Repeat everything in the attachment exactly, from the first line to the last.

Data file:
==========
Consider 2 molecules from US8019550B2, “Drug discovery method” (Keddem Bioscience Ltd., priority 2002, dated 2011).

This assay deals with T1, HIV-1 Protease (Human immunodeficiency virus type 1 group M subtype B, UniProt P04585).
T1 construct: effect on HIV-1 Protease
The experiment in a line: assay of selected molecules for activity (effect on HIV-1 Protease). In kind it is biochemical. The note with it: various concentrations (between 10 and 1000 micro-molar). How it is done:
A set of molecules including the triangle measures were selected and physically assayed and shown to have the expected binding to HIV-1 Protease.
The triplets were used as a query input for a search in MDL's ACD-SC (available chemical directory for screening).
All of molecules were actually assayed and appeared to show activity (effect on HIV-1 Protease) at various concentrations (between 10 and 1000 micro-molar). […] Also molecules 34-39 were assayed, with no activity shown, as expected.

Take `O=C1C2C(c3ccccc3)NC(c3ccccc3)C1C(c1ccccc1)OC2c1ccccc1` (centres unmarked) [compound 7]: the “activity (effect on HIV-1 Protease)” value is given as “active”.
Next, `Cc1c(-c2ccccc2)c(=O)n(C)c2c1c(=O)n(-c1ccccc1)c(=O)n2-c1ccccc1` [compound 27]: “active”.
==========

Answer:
Consider 2 molecules from US8019550B2, “Drug discovery method” (Keddem Bioscience Ltd., priority 2002, dated 2011).

This assay deals with T1, HIV-1 Protease (Human immunodeficiency virus type 1 group M subtype B, UniProt P04585).
T1 construct: effect on HIV-1 Protease
The experiment in a line: assay of selected molecules for activity (effect on HIV-1 Protease). In kind it is biochemical. The note with it: various concentrations (between 10 and 1000 micro-molar). How it is done:
A set of molecules including the triangle measures were selected and physically assayed and shown to have the expected binding to HIV-1 Protease.
The triplets were used as a query input for a search in MDL's ACD-SC (available chemical directory for screening).
All of molecules were actually assayed and appeared to show activity (effect on HIV-1 Protease) at various concentrations (between 10 and 1000 micro-molar). […] Also molecules 34-39 were assayed, with no activity shown, as expected.

Take `O=C1C2C(c3ccccc3)NC(c3ccccc3)C1C(c1ccccc1)OC2c1ccccc1` (centres unmarked) [compound 7]: the “activity (effect on HIV-1 Protease)” value is given as “active”.
Next, `Cc1c(-c2ccccc2)c(=O)n(C)c2c1c(=O)n(-c1ccccc1)c(=O)n2-c1ccccc1` [compound 27]: “active”.